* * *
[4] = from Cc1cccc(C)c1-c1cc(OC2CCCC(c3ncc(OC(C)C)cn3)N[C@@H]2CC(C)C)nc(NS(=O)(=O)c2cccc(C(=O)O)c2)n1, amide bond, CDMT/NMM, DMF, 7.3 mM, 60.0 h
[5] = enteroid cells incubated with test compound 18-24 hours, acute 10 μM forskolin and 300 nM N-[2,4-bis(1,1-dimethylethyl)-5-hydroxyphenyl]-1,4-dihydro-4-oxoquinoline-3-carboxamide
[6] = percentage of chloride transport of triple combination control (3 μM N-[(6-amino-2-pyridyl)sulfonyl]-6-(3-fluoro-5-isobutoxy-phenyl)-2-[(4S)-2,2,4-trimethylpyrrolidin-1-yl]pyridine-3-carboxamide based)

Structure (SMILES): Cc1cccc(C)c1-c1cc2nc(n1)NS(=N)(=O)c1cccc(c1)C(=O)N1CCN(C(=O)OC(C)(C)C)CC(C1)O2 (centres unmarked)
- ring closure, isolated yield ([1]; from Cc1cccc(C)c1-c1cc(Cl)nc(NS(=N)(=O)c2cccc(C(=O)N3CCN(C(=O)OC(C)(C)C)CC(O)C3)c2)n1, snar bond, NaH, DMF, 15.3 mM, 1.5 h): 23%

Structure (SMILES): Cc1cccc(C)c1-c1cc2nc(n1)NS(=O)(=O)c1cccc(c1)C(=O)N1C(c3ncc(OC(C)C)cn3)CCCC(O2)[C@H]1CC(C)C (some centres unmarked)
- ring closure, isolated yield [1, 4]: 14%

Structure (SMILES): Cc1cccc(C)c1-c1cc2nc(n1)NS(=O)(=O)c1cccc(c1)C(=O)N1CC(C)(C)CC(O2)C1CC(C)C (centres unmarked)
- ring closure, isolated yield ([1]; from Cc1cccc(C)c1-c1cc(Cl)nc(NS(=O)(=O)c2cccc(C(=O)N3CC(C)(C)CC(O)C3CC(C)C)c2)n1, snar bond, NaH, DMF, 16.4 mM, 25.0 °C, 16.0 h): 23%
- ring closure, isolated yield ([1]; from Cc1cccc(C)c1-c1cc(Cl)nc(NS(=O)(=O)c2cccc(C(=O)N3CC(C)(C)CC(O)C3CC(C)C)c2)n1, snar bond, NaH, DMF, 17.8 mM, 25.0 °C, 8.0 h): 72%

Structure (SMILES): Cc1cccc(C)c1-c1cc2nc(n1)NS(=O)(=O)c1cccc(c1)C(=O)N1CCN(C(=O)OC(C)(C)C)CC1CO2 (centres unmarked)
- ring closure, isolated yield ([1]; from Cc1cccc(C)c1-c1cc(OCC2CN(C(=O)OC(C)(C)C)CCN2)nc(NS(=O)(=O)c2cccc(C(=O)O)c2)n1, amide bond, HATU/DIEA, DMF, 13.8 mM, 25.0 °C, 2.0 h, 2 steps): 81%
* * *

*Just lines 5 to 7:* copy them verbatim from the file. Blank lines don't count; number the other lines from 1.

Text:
- ring closure, isolated yield ([1]; from Cc1cccc(C)c1-c1cc(Cl)nc(NS(=N)(=O)c2cccc(C(=O)N3CCN(C(=O)OC(C)(C)C)CC(O)C3)c2)n1, snar bond, NaH, DMF, 15.3 mM, 1.5 h): 23%

Structure (SMILES): Cc1cccc(C)c1-c1cc2nc(n1)NS(=O)(=O)c1cccc(c1)C(=O)N1C(c3ncc(OC(C)C)cn3)CCCC(O2)[C@H]1CC(C)C (some centres unmarked)
- ring closure, isolated yield [1, 4]: 14%